Friday, September 27, 2013

What Makes a Book a Best Seller? (Part 9 of 13)

For numbers 7 and 8, I list simplicity and emotion-packed. Most people won't read deep, complicated books. They want material that's easy to understand and digest.

I'm not a fan of Danielle Steel, but she understands that her fans want simple, straightforward stories. Some have called her novels simplistic—and they probably are—but she tells a good story.

The other is emotion-packed. They're the stories that make readers feel they are actors in the book. When a writer figures out how to how tap into the emotions, readers buy the book.

In April 2013, first-time novelist M. L. Stedman released a book called Light Between Oceans. A book about a lighthouse in Australia in the 1920s doesn't have much to commend it; however, the reviews have been amazingly good.

Several writers have recommended it because of the emotion. One friend, Gail Smith, told me she cried a lot near the end. Last week I read the book. Guess what? Tears filled my eyes. Stedman did it right and tapped into the feeling level of readers.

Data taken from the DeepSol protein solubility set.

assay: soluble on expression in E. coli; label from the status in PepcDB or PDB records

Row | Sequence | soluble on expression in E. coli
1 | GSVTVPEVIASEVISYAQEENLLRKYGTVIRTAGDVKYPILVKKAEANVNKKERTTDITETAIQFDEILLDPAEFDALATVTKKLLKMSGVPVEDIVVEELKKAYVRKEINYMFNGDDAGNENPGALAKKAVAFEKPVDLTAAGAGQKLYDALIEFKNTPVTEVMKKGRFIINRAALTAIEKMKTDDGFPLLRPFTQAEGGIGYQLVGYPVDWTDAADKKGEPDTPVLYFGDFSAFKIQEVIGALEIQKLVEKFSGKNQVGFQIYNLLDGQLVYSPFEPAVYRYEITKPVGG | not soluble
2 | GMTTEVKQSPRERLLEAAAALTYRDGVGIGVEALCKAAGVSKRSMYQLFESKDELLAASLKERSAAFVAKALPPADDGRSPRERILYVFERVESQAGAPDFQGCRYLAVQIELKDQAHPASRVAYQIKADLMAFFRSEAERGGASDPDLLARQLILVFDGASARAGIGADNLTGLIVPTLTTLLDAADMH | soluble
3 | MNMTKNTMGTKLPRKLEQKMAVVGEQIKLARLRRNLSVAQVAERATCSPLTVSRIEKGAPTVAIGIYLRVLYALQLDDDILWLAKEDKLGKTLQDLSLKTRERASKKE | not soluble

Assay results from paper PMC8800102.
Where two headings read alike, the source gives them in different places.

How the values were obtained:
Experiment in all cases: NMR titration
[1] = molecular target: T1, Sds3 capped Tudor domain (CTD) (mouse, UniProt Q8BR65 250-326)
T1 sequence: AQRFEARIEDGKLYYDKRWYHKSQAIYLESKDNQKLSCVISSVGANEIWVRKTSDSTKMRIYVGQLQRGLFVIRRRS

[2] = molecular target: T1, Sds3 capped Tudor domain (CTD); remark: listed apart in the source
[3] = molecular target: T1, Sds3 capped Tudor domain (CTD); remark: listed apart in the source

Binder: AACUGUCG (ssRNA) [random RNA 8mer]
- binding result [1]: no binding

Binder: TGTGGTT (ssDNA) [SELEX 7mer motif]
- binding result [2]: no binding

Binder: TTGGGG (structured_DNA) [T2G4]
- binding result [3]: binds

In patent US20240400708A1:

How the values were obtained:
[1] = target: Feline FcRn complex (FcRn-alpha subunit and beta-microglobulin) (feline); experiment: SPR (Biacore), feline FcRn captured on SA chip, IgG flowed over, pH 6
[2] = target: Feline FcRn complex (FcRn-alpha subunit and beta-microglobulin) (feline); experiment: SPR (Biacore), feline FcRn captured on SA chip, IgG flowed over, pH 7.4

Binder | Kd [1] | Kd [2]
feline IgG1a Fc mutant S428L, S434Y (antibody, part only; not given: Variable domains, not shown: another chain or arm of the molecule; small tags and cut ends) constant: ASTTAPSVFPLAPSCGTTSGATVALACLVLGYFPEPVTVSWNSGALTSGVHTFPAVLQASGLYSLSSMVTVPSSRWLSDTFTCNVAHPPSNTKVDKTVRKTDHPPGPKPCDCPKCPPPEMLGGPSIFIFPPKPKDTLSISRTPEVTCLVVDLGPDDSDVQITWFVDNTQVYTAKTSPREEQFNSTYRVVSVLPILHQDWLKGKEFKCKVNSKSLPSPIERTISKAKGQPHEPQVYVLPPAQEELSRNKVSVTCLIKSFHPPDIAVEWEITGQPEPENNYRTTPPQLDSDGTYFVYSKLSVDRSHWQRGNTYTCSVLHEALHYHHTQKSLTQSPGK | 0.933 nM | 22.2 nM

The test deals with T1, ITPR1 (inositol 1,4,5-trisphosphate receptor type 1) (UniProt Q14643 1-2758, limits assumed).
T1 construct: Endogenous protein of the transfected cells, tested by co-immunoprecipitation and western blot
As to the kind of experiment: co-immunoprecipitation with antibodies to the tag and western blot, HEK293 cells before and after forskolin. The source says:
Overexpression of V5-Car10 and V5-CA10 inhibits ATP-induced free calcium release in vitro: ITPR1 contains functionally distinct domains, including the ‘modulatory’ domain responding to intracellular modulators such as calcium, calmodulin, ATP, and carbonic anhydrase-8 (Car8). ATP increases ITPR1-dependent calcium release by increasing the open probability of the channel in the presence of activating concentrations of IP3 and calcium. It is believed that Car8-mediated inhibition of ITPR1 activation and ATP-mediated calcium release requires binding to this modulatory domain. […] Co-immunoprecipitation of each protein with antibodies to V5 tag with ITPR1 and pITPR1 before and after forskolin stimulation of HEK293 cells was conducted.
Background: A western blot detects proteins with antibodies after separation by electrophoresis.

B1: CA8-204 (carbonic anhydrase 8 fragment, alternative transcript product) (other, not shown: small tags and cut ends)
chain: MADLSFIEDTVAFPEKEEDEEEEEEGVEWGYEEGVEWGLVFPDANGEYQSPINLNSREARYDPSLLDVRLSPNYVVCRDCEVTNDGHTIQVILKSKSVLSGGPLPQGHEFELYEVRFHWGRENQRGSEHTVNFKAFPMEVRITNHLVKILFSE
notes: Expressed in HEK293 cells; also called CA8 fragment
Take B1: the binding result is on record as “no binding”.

And because Stedman touches the feeling level of readers, they respond by buying her book.

Tuesday, September 24, 2013

What Makes a Book a Best Seller? (Part 8 of 13)

Some best sellers fit into more than one category. More than two decades ago Steven Covey's book, 7 Habits of Highly Successful People, spoke to needs in the business world. Even more significant, many buyers considered it a book about values and relationships. Until then, most books were the how-to-make-a-sale type.

Previously I've mentioned 90 Minutes in Heaven, and I believe it expresses a need, and it also spawned dozens of me-too books. People wanted (some would say needed) to know what happens when they die. The various heaven-oriented books provide solace for troubled hearts.

And yet, Don Piper and I have heard from countless readers who resonated with the material about chronic pain. Again, that's what some called a perceived need.

Friday, September 20, 2013

What Makes a Book a Best Seller? (Part 7 of 13)

Timing is the fifth significant factor in making big sales. Every once in a while a book comes out at exactly the right period and starts a trend.

The first time I was aware of this was when someone gave me a copy of the 1986 book Codependent No More by Melody Beattie, published by the Hazelden Foundation. The subtitle was How to Stop Controlling Others and Start Caring for Yourself. Within months, the book had sold eight million copies internationally.